was first shown to George Miller by Robert Reid as part of his box of all the ways a cube could be trisected by three equal parts. They were all paper models that were rectilinear with the exception of this beautiful little curved trisection. George was intrigued by it and finally made one when he got a 3D printer. George asked Oskar van Deventer to design it. He printed it in green, red and yellow as per Oskar's love of children's colors. It came out great. George have since purchased a new 3d printer which does not yet have the color green. At the request of one of George's English customers, he had changed the colors to red, white, and blue. The new colors are brilliant. Most people have a difficult time putting it together. They usually try and force the pieces to "snap" together, whereas they easily glide together when twisted along the main diagonal. George later learned that the magnificent Dutch artist, Rinus Roelof, had also come up with a similar trisection all in silver.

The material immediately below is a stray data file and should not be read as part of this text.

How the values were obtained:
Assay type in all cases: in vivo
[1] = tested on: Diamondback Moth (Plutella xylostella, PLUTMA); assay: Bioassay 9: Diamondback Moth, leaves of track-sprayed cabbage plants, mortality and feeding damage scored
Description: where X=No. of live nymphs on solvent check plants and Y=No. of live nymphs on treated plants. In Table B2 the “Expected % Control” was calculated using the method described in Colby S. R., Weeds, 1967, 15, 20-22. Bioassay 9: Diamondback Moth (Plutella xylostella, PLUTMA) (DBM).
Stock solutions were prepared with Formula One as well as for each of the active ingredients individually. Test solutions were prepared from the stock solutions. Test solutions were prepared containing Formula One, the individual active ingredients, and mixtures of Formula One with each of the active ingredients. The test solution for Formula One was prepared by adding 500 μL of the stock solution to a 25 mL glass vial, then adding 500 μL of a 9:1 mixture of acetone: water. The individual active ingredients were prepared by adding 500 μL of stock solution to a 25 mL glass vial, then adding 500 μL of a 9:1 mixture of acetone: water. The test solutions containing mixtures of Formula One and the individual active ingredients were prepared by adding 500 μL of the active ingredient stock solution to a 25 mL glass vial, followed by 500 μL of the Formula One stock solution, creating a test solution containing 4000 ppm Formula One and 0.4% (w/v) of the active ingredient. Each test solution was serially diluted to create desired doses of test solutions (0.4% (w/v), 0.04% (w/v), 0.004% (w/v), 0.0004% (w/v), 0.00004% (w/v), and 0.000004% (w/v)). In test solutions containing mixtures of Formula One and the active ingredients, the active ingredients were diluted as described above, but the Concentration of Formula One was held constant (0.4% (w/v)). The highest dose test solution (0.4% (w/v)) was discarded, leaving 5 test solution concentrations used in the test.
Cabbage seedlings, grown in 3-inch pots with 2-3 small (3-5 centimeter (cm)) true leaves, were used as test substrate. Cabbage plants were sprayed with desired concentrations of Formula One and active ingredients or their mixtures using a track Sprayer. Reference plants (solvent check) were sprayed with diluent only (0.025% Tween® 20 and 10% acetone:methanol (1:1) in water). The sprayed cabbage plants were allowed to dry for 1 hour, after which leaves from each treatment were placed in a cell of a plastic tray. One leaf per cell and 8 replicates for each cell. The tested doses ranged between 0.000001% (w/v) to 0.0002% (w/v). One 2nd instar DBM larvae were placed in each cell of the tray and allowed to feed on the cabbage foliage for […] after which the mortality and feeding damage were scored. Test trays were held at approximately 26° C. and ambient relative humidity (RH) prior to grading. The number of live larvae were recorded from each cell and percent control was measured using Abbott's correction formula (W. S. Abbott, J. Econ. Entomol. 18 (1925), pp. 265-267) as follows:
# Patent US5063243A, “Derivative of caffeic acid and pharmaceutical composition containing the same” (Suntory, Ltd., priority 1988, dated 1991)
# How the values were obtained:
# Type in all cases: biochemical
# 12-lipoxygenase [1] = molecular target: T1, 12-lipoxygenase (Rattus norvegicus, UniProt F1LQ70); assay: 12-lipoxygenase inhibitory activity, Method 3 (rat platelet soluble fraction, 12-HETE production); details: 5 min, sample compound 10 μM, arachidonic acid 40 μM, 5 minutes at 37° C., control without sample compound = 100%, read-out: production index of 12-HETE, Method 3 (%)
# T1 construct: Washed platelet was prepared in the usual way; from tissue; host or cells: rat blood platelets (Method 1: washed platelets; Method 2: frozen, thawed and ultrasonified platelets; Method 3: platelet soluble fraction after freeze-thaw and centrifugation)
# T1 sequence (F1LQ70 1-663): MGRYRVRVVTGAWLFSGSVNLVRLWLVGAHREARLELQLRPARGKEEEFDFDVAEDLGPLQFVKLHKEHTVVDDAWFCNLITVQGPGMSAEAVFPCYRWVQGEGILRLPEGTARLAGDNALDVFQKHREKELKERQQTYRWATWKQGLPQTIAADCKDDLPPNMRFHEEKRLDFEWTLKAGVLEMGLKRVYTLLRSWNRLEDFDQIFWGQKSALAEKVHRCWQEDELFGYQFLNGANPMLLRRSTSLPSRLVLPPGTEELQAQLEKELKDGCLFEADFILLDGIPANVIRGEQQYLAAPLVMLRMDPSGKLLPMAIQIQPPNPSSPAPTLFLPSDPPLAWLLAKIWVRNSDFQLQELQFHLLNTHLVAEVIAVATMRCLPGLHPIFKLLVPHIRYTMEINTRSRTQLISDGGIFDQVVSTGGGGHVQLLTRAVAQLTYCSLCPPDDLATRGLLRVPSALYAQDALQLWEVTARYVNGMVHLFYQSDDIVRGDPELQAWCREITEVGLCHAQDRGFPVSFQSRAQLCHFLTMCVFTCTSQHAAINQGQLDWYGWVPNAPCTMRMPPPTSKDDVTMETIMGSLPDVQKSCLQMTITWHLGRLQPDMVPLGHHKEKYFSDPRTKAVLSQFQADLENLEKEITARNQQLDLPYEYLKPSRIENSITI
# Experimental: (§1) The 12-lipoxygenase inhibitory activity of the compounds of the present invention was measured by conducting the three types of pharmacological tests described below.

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Read at the Shapeways Forum
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See the viral at Reddit
Please order a 3D-printed do-it-yourself puzzle kit from Shapeways at this page, or contact Oskar
directly if you are interested in obtaining a fully colored, stickered and assembled sample of this puzzle.